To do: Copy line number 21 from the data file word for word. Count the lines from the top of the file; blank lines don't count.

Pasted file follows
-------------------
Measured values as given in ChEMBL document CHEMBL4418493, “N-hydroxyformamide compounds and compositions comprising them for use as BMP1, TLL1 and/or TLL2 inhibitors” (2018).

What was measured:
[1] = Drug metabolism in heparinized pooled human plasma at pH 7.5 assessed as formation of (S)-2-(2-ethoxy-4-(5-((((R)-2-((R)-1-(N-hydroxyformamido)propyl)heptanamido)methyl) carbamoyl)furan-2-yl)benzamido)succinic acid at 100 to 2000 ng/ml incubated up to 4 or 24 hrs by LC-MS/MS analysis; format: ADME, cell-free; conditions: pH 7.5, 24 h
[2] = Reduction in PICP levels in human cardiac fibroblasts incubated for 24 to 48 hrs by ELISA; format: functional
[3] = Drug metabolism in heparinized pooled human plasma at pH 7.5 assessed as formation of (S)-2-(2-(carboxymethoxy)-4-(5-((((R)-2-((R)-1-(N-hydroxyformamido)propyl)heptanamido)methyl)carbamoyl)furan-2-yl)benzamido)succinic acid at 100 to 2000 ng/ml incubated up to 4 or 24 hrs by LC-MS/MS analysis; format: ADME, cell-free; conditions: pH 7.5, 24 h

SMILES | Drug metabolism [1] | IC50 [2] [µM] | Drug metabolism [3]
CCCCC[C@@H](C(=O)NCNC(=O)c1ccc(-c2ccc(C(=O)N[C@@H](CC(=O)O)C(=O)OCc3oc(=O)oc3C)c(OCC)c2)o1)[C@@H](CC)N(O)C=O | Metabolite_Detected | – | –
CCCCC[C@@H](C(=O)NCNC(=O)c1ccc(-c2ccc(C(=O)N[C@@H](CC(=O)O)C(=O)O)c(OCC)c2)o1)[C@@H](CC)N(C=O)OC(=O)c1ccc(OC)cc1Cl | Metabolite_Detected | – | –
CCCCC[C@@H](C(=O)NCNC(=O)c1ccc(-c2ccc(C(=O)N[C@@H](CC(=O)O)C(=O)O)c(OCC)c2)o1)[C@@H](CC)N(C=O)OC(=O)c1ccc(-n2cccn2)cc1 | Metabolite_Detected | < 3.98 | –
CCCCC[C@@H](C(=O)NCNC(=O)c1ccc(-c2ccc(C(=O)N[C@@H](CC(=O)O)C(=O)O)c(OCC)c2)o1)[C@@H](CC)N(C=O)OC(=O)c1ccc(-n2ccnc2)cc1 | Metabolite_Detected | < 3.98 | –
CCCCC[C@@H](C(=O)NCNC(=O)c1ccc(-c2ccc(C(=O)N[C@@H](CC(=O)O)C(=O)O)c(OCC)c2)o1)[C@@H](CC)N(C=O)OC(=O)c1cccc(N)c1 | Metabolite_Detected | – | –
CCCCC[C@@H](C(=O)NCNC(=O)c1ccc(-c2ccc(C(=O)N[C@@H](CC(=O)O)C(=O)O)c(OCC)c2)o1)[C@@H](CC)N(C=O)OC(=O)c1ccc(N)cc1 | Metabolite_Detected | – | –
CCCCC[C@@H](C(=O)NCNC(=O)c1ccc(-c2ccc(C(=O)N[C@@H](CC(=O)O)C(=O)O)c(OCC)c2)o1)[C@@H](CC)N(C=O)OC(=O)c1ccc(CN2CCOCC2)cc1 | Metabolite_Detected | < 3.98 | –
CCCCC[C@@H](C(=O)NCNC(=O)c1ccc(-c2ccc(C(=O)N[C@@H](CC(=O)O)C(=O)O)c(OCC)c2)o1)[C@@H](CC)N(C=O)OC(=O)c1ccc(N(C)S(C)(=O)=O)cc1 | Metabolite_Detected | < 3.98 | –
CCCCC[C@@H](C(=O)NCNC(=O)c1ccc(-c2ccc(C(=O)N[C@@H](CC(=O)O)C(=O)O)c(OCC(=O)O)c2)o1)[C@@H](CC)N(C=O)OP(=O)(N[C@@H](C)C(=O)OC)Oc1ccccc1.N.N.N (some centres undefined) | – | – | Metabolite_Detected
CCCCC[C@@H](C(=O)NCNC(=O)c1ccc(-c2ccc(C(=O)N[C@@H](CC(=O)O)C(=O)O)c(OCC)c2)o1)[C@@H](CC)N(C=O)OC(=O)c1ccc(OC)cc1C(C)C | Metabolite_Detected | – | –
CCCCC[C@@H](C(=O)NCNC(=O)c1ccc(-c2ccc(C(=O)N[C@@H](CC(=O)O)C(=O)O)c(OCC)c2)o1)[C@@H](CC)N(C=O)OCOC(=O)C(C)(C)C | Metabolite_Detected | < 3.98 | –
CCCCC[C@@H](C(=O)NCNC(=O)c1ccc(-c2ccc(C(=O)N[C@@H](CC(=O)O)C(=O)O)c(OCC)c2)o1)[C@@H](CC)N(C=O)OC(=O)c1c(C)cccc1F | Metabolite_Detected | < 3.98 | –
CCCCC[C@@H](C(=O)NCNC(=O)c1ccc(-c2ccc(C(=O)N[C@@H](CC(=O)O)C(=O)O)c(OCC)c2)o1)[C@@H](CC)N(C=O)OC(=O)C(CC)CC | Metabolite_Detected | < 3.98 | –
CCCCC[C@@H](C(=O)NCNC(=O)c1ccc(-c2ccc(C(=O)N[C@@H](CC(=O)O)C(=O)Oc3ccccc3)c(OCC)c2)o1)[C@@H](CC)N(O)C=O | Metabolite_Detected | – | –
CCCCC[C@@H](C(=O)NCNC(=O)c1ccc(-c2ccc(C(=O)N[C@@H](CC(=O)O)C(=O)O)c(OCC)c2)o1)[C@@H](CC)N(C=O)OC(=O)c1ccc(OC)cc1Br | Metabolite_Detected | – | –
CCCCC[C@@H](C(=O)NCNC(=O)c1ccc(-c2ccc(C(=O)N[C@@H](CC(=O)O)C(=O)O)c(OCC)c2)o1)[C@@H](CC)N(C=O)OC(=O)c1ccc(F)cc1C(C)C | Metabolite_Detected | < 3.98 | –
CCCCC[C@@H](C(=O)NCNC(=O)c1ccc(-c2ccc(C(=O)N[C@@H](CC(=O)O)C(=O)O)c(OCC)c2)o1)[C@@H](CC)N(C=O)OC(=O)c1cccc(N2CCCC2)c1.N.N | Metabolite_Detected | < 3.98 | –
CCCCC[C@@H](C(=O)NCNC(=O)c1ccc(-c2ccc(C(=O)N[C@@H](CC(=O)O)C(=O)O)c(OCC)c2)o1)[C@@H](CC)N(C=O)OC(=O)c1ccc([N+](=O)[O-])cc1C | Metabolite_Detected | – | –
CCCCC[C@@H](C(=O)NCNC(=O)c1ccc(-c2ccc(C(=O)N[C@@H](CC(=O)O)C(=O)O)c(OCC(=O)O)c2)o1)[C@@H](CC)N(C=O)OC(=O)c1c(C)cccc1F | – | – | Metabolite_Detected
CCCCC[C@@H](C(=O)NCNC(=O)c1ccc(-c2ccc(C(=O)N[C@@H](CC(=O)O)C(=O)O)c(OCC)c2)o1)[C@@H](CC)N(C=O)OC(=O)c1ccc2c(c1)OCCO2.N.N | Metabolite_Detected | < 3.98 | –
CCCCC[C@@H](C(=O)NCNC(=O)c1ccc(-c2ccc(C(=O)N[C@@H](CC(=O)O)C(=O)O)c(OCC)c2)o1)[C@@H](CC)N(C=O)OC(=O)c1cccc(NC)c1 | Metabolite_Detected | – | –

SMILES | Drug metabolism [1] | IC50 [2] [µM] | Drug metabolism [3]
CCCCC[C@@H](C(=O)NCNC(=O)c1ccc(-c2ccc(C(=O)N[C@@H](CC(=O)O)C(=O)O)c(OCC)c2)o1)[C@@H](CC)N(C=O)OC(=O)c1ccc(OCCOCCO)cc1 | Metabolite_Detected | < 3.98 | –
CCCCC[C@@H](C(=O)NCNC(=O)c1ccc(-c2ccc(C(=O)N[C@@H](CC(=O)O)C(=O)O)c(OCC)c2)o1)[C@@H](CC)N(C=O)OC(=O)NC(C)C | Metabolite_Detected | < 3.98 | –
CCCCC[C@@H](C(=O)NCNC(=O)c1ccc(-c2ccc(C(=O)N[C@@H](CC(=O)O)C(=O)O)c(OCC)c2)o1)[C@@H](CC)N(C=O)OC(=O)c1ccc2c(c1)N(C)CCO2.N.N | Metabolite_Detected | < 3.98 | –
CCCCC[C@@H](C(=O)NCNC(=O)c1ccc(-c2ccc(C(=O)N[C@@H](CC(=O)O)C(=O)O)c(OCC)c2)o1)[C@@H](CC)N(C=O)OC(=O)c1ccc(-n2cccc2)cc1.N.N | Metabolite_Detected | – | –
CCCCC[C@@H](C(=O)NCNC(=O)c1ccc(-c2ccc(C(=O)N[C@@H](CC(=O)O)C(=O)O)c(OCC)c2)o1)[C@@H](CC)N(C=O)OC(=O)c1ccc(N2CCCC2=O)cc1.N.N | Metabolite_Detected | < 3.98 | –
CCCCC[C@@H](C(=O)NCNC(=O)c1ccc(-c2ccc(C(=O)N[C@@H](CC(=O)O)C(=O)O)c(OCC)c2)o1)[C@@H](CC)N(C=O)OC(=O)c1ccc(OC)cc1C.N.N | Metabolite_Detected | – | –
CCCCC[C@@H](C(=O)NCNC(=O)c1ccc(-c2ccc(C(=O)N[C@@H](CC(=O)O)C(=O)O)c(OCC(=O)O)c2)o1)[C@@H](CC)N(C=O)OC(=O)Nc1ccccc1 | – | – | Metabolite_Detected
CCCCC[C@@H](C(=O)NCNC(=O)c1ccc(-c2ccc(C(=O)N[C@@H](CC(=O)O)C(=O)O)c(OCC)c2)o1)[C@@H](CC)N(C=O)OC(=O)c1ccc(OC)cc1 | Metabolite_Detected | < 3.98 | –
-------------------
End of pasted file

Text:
CCCCC[C@@H](C(=O)NCNC(=O)c1ccc(-c2ccc(C(=O)N[C@@H](CC(=O)O)C(=O)O)c(OCC)c2)o1)[C@@H](CC)N(C=O)OC(=O)c1ccc(OC)cc1Br | Metabolite_Detected | – | –